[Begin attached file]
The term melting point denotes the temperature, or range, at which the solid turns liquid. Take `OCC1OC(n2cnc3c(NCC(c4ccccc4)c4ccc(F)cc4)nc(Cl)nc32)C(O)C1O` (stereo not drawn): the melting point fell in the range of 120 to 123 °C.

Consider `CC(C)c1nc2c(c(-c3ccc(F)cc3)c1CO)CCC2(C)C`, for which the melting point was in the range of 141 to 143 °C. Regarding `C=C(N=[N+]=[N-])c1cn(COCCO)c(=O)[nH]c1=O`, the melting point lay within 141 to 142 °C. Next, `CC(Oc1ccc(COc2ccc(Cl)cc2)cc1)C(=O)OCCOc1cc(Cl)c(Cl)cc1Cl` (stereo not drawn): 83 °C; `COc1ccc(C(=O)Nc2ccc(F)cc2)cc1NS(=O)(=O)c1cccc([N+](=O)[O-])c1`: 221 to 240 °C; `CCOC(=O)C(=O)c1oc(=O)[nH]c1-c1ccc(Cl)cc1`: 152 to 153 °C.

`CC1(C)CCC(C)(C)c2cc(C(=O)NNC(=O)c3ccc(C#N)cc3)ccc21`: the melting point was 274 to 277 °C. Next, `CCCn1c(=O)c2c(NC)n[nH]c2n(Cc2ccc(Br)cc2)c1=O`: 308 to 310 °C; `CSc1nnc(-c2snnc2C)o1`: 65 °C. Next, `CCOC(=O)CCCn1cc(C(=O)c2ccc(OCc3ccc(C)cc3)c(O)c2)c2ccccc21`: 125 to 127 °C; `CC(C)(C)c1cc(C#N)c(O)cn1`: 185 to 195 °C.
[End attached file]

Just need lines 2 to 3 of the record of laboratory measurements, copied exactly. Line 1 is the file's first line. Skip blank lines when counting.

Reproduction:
Consider `CC(C)c1nc2c(c(-c3ccc(F)cc3)c1CO)CCC2(C)C`, for which the melting point was in the range of 141 to 143 °C. Regarding `C=C(N=[N+]=[N-])c1cn(COCCO)c(=O)[nH]c1=O`, the melting point lay within 141 to 142 °C. Next, `CC(Oc1ccc(COc2ccc(Cl)cc2)cc1)C(=O)OCCOc1cc(Cl)c(Cl)cc1Cl` (stereo not drawn): 83 °C; `COc1ccc(C(=O)Nc2ccc(F)cc2)cc1NS(=O)(=O)c1cccc([N+](=O)[O-])c1`: 221 to 240 °C; `CCOC(=O)C(=O)c1oc(=O)[nH]c1-c1ccc(Cl)cc1`: 152 to 153 °C.

`CC1(C)CCC(C)(C)c2cc(C(=O)NNC(=O)c3ccc(C#N)cc3)ccc21`: the melting point was 274 to 277 °C. Next, `CCCn1c(=O)c2c(NC)n[nH]c2n(Cc2ccc(Br)cc2)c1=O`: 308 to 310 °C; `CSc1nnc(-c2snnc2C)o1`: 65 °C. Next, `CCOC(=O)CCCn1cc(C(=O)c2ccc(OCc3ccc(C)cc3)c(O)c2)c2ccccc21`: 125 to 127 °C; `CC(C)(C)c1cc(C#N)c(O)cn1`: 185 to 195 °C.